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  • Writer's pictureBob Brooks

Is It Easy to Average 12% A Year with Your Investments?

Pop Culture Finance tends to make money appear as if it is to manage, easy to accumulate over time, and that success is almost guaranteed if you follow a simple set of rules. 

This is why it is important to know the other side of the story and create your own beliefs about how money works. The latest from a "Finance Guru" had some things to say about saving money for retirement versus tying up your money in a new car loan. The gist of his advice was to save up cash to buy a used car, take the payments you would have paid on a new car, and invest it towards your retirement. 

Before I go on, most people don't have that kind of cash lying around enabling them to buy a used car. Most people are barely making it paycheck to paycheck. Sorry, I digress.   

Here is what he had to say about his idea of foregoing the new car and investing that money into retirement instead: 

"Financial Guru suggests that not having a $725 monthly car payment would allow Americans to invest that money in a 401(k) or Roth IRA. He says that based on a 12% average annual rate of return, one could retire with more than $8.5 million after 40 years."

The idea of taking a sum of money and investing it over 40 years, foregoing other monthly uses for that money, is pretty much finance 101. However, implying that you could easily make 12% a year on average builds false hope. If only investing worked that easily.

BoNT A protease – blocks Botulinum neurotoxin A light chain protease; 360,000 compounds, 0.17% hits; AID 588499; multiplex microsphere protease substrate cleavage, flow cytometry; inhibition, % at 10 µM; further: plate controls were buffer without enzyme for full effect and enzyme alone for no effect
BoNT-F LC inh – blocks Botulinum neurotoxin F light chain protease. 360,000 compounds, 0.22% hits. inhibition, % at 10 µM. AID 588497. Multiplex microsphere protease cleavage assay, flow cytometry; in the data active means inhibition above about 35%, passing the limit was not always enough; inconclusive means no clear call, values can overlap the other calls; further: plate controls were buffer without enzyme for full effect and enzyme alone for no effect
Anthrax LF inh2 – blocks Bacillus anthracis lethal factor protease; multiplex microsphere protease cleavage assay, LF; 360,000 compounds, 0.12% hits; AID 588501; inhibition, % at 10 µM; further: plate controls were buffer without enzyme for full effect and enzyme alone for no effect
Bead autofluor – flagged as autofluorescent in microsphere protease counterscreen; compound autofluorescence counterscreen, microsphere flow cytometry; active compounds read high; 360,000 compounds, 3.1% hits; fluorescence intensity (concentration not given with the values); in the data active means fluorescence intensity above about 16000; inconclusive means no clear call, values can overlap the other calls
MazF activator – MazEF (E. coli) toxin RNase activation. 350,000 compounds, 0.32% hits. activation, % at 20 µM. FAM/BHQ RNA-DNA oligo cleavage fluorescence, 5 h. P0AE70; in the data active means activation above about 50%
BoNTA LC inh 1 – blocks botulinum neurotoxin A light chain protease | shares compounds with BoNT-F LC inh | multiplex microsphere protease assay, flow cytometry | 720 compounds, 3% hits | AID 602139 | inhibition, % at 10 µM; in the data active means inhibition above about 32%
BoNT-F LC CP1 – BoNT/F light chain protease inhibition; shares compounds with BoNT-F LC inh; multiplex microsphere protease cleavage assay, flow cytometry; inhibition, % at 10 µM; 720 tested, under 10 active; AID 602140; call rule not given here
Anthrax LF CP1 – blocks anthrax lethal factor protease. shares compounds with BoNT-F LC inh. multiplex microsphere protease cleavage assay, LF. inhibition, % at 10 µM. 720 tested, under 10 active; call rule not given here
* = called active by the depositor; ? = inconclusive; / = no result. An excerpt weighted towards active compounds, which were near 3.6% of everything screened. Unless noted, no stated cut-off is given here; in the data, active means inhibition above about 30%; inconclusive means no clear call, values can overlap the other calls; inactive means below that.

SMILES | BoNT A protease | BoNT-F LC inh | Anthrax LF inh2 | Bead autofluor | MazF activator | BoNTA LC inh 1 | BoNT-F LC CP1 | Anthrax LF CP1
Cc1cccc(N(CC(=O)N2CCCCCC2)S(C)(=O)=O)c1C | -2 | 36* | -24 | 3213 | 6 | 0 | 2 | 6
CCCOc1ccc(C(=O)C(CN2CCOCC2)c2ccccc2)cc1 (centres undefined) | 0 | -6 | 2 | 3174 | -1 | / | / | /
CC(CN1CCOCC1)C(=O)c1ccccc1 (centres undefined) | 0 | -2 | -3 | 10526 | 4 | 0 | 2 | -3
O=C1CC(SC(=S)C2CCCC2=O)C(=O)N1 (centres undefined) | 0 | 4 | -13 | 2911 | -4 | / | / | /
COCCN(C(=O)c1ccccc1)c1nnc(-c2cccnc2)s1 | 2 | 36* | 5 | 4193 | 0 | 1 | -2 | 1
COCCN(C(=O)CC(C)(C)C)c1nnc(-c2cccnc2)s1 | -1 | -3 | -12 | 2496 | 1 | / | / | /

An S&P 500 index fund, if held for the past 40 years, would have averaged 11.62% a year. The past 40 years were pretty impressive. Does past performance guarantee future results? No, it does not, and to assume it will is dangerous.   

Here is the most important takeaway: If you plan for your retirement and expect a 12% average a year before, you might be sorely disappointed that the law of averages did not work in your favor. What is worse is you might find yourself ill-prepared for retirement. 

I have no idea why the above-mentioned financial guru would use such a high number. Although I am aware of what history says, I would encourage you to go with a much lower growth average when it comes to retirement planning and average rate of growth. You don't have decades to waste in the event you were wrong. 


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